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Have you been waiting on God to answer your prayers, or fulfill His promises to you?  If so, you may want to consider a few things that can cause significant delays.  Things such as...  - Going in the direction of our choosing, or the timing of our choosing, and expecting God to make things materialize.  - Praying for God to do something, or give us something, without regard to what He's asking of us personally.  - And, intervening in situations to try to make something happen.  There are exceptions, of course, but sometimes participating in these things can result in significant delays.  The reason is, sometimes there are specific choices we need to make, or knowledge we must gain, in order to receive what God has for us.  However, these things often aim to bypass God's work in us, even if that isn't our intention.  God longs to give each of us the desires of our heart, but only He knows the route we must take in order to receive them.  Take time to search out that route by seeking God's direction first.  Don't make choices based on what you believe will fulfill your desires the quickest, but rather on what God says to do.  Then the answers you have been waiting for will manifest in the right way, at the right time.  Proverbs 10:22, Galatians 6:9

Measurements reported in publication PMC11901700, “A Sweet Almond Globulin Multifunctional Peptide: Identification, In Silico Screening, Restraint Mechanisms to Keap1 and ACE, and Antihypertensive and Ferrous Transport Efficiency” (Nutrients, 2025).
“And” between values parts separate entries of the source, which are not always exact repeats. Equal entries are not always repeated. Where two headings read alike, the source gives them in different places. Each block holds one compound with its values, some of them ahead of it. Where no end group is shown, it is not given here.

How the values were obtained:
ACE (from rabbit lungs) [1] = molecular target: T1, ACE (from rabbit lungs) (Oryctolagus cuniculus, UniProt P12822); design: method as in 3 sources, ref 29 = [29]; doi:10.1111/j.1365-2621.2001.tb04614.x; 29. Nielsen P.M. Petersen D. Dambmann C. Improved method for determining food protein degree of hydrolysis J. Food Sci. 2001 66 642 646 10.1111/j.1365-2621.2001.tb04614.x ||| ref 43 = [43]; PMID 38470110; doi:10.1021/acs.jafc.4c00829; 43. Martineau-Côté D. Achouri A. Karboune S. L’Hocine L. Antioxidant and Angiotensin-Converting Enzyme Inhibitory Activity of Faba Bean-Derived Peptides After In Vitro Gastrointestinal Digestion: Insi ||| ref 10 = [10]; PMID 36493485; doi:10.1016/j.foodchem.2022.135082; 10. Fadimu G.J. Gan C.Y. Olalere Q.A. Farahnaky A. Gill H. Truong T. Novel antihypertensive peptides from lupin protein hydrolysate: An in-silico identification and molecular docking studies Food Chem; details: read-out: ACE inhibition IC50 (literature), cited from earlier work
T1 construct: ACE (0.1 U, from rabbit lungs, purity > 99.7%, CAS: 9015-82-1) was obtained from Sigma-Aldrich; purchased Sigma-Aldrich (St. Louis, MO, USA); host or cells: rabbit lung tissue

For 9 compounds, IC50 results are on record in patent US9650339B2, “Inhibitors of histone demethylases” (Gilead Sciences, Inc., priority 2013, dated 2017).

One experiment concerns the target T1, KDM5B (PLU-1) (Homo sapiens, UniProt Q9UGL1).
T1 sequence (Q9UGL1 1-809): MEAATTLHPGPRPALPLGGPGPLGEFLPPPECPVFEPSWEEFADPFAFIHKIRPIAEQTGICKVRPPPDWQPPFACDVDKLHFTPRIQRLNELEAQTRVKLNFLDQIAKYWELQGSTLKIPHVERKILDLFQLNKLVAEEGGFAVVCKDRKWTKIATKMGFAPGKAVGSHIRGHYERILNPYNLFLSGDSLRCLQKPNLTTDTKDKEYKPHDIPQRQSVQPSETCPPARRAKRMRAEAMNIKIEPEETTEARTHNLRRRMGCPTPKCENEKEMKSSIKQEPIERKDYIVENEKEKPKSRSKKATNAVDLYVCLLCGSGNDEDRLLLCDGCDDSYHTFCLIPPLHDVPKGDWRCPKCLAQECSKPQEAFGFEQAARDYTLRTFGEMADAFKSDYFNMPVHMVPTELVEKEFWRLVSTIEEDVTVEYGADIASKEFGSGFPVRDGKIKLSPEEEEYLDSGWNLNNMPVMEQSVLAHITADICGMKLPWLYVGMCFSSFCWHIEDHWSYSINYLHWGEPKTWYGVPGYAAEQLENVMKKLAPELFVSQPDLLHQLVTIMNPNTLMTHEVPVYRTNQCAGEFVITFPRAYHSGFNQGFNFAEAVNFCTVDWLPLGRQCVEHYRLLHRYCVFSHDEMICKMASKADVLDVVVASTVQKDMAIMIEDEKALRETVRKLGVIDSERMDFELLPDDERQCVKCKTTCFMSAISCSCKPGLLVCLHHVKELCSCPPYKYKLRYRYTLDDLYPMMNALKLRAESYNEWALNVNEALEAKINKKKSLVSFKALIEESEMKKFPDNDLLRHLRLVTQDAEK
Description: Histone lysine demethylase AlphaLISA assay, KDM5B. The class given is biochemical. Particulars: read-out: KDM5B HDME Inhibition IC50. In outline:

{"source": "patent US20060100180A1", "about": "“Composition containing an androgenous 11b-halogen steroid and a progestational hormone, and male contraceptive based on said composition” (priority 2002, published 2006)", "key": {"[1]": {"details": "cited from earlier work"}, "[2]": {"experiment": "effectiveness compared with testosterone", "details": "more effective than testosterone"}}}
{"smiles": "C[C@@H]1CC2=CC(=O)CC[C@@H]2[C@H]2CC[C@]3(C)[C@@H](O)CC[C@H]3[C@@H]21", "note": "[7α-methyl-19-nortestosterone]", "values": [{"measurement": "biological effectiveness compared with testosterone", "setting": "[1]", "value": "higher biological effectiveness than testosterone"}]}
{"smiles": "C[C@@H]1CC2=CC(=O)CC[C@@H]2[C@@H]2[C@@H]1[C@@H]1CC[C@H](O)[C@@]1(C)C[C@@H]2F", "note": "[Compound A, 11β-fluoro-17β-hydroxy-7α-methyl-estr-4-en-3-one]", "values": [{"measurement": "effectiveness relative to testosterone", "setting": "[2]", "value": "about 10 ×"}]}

And there were in the same country shepherds abiding in the field, keeping watch over their flock by night.  And, lo, the angel of the Lord came upon them, and the glory of the Lord shone round about them: and they were sore afraid.  And the angel said unto them, Fear not: for, behold, I bring you good tidings of great joy, which shall be to all people.  For unto you is born this day in the city of David a Saviour, which is Christ the Lord.  And this shall be a sign unto you; Ye shall find the babe wrapped in swaddling clothes, lying in a manger.  And suddenly there was with the angel a multitude of the heavenly host praising God, and saying,  Glory to God in the highest, and on earth peace, good will toward men.  Luke 2:8-14 (KJV)  God Bless You, and Merry Christmas!